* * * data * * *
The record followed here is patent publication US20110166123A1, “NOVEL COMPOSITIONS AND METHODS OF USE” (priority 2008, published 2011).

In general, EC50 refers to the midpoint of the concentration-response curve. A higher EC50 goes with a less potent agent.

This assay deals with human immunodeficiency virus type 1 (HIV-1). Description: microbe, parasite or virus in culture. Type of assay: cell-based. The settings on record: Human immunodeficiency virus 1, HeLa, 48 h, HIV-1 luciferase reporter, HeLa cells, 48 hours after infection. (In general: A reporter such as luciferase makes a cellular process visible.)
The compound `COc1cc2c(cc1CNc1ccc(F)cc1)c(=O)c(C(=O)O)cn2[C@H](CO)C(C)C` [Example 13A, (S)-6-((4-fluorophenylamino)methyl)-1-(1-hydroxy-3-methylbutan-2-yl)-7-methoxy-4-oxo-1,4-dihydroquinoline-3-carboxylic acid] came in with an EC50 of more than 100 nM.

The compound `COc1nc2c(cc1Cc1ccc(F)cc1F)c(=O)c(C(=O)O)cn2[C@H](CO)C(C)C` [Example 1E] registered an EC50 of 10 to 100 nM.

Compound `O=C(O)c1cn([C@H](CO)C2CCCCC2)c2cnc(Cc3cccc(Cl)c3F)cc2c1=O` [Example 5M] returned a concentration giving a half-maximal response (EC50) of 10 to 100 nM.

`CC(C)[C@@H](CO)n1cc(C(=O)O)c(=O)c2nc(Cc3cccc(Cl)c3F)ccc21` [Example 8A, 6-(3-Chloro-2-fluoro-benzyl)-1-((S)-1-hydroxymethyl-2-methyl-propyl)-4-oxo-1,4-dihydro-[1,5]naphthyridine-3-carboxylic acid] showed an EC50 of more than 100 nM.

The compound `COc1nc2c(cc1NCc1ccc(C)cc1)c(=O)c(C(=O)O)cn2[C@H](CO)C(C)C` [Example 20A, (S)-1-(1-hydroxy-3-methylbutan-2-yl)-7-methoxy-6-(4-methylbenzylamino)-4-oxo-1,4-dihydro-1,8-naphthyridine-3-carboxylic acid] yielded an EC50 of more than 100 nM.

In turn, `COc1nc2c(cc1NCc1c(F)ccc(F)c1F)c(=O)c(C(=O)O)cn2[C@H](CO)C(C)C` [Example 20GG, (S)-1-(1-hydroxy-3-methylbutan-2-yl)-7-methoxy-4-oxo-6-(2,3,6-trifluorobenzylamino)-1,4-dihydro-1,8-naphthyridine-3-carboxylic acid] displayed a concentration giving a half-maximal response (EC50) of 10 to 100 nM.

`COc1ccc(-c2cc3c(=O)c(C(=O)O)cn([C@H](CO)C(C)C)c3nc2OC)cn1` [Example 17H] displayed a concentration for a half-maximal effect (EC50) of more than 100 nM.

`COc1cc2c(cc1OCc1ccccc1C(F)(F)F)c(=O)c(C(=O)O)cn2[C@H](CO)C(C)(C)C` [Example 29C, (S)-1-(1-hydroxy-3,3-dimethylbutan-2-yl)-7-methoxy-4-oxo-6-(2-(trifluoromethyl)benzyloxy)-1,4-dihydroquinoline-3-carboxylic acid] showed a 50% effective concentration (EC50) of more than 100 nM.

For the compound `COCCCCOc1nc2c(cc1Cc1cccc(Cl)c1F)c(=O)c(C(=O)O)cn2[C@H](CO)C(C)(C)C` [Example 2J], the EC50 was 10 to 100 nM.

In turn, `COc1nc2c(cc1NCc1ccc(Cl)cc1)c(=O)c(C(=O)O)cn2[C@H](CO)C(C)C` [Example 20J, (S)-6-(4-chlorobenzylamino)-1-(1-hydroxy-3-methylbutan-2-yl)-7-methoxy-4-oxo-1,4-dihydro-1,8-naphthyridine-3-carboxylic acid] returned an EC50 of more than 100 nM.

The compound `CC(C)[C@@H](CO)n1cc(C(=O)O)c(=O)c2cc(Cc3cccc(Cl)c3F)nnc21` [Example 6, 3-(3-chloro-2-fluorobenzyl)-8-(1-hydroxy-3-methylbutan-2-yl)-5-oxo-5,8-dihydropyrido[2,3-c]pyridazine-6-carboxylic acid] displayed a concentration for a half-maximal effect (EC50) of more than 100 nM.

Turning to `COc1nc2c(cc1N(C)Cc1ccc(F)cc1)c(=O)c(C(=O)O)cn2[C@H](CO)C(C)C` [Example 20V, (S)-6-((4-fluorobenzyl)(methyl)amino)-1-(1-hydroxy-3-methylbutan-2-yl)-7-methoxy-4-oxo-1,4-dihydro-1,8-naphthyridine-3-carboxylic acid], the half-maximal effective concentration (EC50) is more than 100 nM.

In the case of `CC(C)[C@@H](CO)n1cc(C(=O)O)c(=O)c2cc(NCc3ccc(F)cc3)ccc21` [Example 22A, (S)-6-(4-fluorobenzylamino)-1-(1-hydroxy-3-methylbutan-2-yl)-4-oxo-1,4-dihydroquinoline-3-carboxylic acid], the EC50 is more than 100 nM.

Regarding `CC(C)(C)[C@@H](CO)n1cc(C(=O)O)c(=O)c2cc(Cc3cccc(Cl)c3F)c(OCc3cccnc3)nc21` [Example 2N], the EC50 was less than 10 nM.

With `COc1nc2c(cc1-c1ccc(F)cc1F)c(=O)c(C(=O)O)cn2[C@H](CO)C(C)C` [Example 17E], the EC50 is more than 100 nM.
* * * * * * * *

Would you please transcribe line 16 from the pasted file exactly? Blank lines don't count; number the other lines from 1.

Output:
In the case of `CC(C)[C@@H](CO)n1cc(C(=O)O)c(=O)c2cc(NCc3ccc(F)cc3)ccc21` [Example 22A, (S)-6-(4-fluorobenzylamino)-1-(1-hydroxy-3-methylbutan-2-yl)-4-oxo-1,4-dihydroquinoline-3-carboxylic acid], the EC50 is more than 100 nM.